When you are trying to put together your bets for the Kentucky Derby, it is obvious that there are many funny names on the contenders list each year. A question in many bettors’ minds is whether there is some sort of method behind this madness. Interestingly, there are a lot of meanings behind Kentucky Derby horse names. Once you understand the history and rules governing these horses, you will be able to use this information to place better bets. In particular, many times a horse’s name specifies the championship-winning Thoroughbred that dominates their bloodline.
Why do horses have weird names?
Thoroughbreds are the type of horse that is featured in the Kentucky Derby. To keep pedigrees organized, each country that has Thoroughbred horses will have a stud book. To have a horse that is eligible to run in the Kentucky Derby, it must have a name registered with the official stud book in their country of origin. However, one of the rules is that horses cannot have the same name. Certainly, mistakes have been made over the past two hundred years, but computer technology now ensures that reusing an old name does not happen anymore. For this reason, horse names have become weirder over the past decades because so few names that make sense are available.
How to figure out what horse names mean
Do names carry special meaning? When you are a serious bettor, you want to evaluate every angle of a horse that you are considering investing in. To get all of the details, a few research methods are in order. Listed below, four ways to research horse names are detailed.
1. Use online etymology dictionaries to check for the origins of horse names.
2. Check Google translate for foreign meanings.
3. Search for specific news related to naming the horse.
4. Always remember the pedigree often dictates the horses name. For example, Frac Daddy is named for Scat Daddy and Fric Frac was a famous horse that the owners may have wanted to embody for their 2013 Kentucky Derby hopeful.
Possible name explanations for 2013 Kentucky Derby weird horse names
Verrazano: This name is not necessarily a noun that is easily translated into another language. Instead, there are two main references for this name. The first refers to one of the suspension bridges in New York City. The other is Giovanni da Verrazano who was one of the first Italian explorers of North America. Either reference denotes a grandeur that a winning Kentucky Derby horse needs.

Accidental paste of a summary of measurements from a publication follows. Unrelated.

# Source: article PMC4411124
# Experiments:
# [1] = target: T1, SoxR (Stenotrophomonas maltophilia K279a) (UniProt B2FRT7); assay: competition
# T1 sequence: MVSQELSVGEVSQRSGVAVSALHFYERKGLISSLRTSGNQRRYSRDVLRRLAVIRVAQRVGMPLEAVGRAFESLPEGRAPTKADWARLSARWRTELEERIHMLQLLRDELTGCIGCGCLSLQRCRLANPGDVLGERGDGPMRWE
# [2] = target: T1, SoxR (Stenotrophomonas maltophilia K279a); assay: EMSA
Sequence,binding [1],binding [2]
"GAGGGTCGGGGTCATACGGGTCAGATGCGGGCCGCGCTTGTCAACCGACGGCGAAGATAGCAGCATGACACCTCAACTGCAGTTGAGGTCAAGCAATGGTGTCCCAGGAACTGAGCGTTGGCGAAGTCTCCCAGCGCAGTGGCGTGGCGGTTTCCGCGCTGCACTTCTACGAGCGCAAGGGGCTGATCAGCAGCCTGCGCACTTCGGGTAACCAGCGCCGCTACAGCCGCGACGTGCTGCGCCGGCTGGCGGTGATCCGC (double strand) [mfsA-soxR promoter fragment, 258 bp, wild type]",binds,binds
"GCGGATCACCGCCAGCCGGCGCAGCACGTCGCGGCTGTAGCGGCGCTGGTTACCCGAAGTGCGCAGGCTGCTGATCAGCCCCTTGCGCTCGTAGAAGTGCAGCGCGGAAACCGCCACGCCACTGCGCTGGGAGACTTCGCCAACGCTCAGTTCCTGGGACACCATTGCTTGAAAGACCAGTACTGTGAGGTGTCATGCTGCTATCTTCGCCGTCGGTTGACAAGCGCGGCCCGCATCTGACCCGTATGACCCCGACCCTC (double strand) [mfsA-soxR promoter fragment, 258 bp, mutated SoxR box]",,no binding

Vyjack: This Kentucky Derby horse name is difficult to decipher because it does not appear to be constructed from pedigree names. It is also not a combination of jockey, owner, or trainer names. As a matter of fact, you will be hard pressed to find a reference to Vyjack before 2010. Nevertheless, it is likely that this name was taken from a part of US Navy history. There is a flag called the First Navy Jack and this is the best source for this name our writers at DerbyBetting.org could find.
Palace Malice: Do you like your athletes to look tough? This was definitely the intention behind naming Palace Malice. The Palace part of this horse’s name comes from his dam, Palace Rumour. On the other hand, malice was probably added because this word means evil and fierce – which is what most bettors want from a winning horse.
Super Ninety Nine: It is difficult to find clues in this horse is pedigree for why it earned this name. It can also be confusing to Panamanians that will assume that it is a popular chain of stores found around Panama City. In any case, it is possible that this horse was named after the Japanese anime series, “Submarine Super 99” that ran from 1970 to 1972.
Charming Kitten: This may sound like something a cat lover would name their racehorse. In spite of this, Charming Kitten’s name has everything to do with its lineage. The pedigree of this Kentucky Derby contender includes Kitten’s Joy, Kitten’s First and other Prince Charming-style enchanted names like Lady Madonna, Lady Capulet, Fairy Bridge, and Northern Dancer.